Packers' Jones completes journey from homeless to Super Bowl

DALLAS Wed Feb 2, 2011 7:26pm EST

Green Bay Packers wide receiver James Jones (89) breaks a tackle from Dallas Cowboys cornerback Terence Newman (41) in the second half during their NFL football game in Green Bay, Wisconsin November 7, 2010. REUTERS/Darren Hauck

Green Bay Packers wide receiver James Jones (89) breaks a tackle from Dallas Cowboys cornerback Terence Newman (41) in the second half during their NFL football game in Green Bay, Wisconsin November 7, 2010.

Credit: Reuters/Darren Hauck

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DALLAS (Reuters) - The Super Bowl is a celebration of corporate sponsors and a game played by millionaires, but James Jones's rise from a homeless shelter to the NFL's title game is a reminder that the sport offers a way out of poverty.

Jones is a key member of the Green Bay Packers' impressive receiver corps that will do battle with the Pittsburgh Steelers on Sunday, but before training on Wednesday he took a moment to reflect on his difficult start to life.

"I grew up in homeless shelters from coming out of the hospital until I was a freshman in high school. It was a tough time," Jones told reporters on Wednesday.

"As a little kid, you don't understand why you are there. When I go back to these homeless shelters and talk to these kids, I let them know that it is not your mother's fault and better days are ahead."

James eventually moved in with his paternal grandmother during high school to help his mother get back on her feet, and after excelling in basketball, American football and athletics he won a scholarship to San Jose State University.

After an impressive senior year in college he was selected in the third round of the 2007 NFL Draft by the Packers and impressed from the outset.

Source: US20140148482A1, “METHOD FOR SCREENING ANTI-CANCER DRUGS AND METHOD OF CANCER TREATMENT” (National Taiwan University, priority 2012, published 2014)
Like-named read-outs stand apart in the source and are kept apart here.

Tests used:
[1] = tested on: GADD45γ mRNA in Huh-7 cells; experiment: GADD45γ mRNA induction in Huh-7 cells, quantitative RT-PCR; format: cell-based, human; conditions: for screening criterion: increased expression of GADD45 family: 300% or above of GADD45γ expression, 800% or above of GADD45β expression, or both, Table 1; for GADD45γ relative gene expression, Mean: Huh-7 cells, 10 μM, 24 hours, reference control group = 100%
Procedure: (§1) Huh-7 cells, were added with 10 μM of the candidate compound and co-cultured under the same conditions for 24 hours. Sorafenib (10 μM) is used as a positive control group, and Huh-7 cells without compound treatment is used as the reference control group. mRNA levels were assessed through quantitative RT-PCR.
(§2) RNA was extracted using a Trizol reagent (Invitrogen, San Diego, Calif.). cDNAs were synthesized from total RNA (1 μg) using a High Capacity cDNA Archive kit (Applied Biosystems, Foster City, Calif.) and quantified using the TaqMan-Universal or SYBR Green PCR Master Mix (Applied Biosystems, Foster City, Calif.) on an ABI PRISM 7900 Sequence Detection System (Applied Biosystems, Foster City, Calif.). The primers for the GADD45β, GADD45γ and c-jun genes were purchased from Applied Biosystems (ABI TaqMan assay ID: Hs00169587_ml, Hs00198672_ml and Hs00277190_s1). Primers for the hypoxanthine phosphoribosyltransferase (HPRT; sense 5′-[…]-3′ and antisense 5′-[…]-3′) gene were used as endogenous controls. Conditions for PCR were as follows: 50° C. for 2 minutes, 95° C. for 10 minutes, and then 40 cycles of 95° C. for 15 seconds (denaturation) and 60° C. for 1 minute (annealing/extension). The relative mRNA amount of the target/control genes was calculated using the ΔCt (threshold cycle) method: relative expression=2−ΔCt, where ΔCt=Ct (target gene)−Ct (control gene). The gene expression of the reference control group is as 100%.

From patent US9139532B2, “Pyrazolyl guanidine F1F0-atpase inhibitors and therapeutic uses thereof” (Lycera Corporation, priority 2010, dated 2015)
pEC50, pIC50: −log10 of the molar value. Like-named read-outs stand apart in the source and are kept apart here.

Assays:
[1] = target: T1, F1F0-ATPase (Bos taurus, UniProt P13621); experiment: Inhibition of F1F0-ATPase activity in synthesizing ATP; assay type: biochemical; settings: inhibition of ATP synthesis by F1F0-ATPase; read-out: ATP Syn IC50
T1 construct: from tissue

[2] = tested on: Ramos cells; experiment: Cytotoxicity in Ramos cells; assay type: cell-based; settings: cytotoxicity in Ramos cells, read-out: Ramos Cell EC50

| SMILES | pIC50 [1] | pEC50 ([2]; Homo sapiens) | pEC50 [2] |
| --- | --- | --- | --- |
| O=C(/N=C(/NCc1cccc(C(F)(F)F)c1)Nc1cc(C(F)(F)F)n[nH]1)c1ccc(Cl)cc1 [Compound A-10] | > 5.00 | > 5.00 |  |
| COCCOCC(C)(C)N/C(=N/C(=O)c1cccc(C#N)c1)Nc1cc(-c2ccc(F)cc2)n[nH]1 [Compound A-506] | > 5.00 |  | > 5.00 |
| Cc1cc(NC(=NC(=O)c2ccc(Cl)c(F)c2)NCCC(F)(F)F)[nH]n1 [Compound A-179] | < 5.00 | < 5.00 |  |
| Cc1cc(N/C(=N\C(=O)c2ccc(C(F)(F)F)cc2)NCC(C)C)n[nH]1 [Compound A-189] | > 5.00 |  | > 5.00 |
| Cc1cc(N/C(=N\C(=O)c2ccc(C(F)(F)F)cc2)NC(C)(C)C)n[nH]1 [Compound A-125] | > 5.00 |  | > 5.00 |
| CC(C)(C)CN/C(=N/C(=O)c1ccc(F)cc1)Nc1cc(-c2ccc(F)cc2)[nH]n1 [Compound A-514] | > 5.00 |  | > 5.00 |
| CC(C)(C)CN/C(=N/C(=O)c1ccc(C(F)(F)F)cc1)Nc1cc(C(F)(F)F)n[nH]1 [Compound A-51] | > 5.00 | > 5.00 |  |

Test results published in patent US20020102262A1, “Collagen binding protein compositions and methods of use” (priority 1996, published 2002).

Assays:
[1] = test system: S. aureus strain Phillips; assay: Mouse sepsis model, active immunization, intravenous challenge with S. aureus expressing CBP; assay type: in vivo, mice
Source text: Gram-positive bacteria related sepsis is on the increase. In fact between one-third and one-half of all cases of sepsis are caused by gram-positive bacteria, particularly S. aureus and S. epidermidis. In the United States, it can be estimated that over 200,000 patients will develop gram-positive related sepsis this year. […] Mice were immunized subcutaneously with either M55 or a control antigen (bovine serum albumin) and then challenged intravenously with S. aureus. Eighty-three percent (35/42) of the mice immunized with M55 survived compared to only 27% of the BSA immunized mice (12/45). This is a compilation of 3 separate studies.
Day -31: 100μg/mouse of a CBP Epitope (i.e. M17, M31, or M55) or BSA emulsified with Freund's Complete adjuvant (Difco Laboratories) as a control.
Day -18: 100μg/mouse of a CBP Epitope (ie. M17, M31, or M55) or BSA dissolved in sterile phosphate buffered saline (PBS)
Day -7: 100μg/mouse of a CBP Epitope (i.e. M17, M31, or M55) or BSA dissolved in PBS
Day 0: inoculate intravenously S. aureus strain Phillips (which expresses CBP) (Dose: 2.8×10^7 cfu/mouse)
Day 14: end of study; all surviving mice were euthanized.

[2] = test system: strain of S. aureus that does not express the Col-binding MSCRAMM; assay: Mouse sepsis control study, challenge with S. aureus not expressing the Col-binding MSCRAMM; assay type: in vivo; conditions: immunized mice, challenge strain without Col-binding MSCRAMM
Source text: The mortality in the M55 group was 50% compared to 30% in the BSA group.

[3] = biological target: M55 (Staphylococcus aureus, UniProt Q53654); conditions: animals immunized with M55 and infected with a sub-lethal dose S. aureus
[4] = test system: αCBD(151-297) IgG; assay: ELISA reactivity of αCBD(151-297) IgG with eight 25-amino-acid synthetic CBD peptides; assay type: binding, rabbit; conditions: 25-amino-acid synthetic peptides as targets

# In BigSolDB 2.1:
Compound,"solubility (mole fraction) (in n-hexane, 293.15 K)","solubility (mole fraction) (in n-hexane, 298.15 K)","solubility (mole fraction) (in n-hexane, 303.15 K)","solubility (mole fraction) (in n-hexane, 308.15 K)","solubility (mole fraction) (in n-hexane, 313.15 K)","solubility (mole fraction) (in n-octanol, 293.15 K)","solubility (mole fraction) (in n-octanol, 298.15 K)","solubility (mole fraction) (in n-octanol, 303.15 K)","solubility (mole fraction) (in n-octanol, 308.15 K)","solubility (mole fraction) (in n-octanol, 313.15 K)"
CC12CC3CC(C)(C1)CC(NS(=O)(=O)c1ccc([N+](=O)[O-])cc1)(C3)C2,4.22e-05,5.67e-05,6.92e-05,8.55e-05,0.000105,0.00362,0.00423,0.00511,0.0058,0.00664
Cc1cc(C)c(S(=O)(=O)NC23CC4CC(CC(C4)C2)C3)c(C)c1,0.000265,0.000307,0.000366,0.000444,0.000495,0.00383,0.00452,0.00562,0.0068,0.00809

He has not, however, forgotten where he came from and nor has his mother Janet.

"After we won the NFC Championship my mom called me and she said when I was five years old I told her I was going to the Super Bowl. She was crying because a little kid at five years old telling his mom he was going to go to the Super Bowl, it's like 'whatever go play with your toys,'" said Jones.

"But she believed it, I believed it and we're here. I am just glad to be here experiencing this.""

Jones and his wife Tamika have set up a foundation to help disadvantaged children in the Green Bay area.

"Growing up in a homeless shelter has helped me be a better man and appreciate the little things a lot more. Any time I can help and give back to the kids, I try to do that," said Jones.

Jones may have had a tough start in life but he says he remains deeply committed to his family and that they will get out to watch him on February 6 in Dallas.

"They have supported me through my entire career, they supported me throughout my childhood and all that stuff. I play this game for them," said Jones.

"Every time I go open my locker, I could be having a bad day or a bad practice but you look at the family and it puts everything in perspective. I truly am blessed."

(Reporting by Simon Evans in Dallas; Editing by Frank Pingue; To query or comment on this story email sportsfeedback@thomsonreuters.com)

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